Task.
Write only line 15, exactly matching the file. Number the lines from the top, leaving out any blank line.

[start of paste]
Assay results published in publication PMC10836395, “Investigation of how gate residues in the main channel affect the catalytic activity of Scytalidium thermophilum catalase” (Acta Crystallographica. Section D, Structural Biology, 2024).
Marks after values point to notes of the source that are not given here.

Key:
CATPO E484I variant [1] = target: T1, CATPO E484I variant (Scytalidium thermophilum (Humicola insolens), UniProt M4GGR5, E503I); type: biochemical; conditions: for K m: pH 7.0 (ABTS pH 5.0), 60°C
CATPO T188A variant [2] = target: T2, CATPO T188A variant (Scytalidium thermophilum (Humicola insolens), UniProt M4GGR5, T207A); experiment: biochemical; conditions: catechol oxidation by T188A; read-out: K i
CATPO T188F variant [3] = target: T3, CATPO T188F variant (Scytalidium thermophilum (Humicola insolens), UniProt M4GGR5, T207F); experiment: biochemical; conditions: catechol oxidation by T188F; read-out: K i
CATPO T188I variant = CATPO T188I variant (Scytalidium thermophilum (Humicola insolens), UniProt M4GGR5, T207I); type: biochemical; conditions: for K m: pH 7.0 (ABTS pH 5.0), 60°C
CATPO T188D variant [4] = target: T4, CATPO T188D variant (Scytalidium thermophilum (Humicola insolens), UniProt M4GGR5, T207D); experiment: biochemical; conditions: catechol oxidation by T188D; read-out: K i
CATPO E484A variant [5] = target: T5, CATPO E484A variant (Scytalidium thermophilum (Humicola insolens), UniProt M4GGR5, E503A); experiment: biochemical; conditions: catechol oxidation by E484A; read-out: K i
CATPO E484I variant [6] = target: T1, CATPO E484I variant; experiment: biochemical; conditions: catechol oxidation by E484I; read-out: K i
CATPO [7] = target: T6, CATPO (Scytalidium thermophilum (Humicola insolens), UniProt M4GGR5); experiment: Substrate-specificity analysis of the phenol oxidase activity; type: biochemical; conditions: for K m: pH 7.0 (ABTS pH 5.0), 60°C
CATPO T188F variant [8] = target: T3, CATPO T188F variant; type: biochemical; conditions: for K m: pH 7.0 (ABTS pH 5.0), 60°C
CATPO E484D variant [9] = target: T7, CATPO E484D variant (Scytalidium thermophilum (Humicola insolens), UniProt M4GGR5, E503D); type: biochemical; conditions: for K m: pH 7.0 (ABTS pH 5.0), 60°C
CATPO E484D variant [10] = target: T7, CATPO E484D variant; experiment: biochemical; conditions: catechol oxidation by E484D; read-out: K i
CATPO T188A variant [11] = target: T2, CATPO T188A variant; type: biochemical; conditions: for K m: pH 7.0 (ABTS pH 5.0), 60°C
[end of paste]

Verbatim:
CATPO T188A variant [11] = target: T2, CATPO T188A variant; type: biochemical; conditions: for K m: pH 7.0 (ABTS pH 5.0), 60°C